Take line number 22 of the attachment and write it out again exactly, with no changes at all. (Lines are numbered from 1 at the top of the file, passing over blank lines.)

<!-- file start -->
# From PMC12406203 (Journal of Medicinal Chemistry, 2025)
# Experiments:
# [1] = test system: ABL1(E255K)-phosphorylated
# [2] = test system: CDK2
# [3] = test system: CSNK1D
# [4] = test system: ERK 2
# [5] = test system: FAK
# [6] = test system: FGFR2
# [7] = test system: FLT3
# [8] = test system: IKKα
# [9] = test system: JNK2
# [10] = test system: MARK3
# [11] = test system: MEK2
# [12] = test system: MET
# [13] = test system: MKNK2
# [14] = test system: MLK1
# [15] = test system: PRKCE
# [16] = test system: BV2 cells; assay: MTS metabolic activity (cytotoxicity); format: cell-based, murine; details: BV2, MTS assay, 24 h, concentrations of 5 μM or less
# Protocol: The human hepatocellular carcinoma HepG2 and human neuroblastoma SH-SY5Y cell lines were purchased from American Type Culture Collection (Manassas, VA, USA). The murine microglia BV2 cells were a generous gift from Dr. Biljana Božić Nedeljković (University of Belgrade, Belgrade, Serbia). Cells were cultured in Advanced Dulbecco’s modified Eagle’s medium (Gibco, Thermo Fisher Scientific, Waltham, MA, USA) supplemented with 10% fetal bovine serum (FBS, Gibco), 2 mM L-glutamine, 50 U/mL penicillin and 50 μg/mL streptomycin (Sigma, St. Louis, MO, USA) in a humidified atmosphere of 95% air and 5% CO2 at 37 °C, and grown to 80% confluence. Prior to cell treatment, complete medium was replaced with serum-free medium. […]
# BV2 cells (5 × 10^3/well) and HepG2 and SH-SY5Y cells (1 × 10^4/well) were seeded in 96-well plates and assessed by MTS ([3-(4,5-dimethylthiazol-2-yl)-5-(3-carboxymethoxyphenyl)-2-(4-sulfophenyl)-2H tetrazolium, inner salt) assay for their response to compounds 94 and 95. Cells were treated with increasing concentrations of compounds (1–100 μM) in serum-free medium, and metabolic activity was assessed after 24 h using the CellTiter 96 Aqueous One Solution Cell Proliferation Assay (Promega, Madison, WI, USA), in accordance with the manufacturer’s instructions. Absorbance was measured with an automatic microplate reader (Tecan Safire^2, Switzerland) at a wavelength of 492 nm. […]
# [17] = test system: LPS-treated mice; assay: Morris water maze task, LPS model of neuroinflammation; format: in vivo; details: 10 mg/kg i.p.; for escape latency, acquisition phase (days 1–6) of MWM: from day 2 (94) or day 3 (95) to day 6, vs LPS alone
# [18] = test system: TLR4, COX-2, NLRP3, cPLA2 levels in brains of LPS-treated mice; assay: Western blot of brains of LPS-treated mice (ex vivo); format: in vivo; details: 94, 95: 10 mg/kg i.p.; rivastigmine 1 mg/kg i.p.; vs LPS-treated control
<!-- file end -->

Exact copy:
# [18] = test system: TLR4, COX-2, NLRP3, cPLA2 levels in brains of LPS-treated mice; assay: Western blot of brains of LPS-treated mice (ex vivo); format: in vivo; details: 94, 95: 10 mg/kg i.p.; rivastigmine 1 mg/kg i.p.; vs LPS-treated control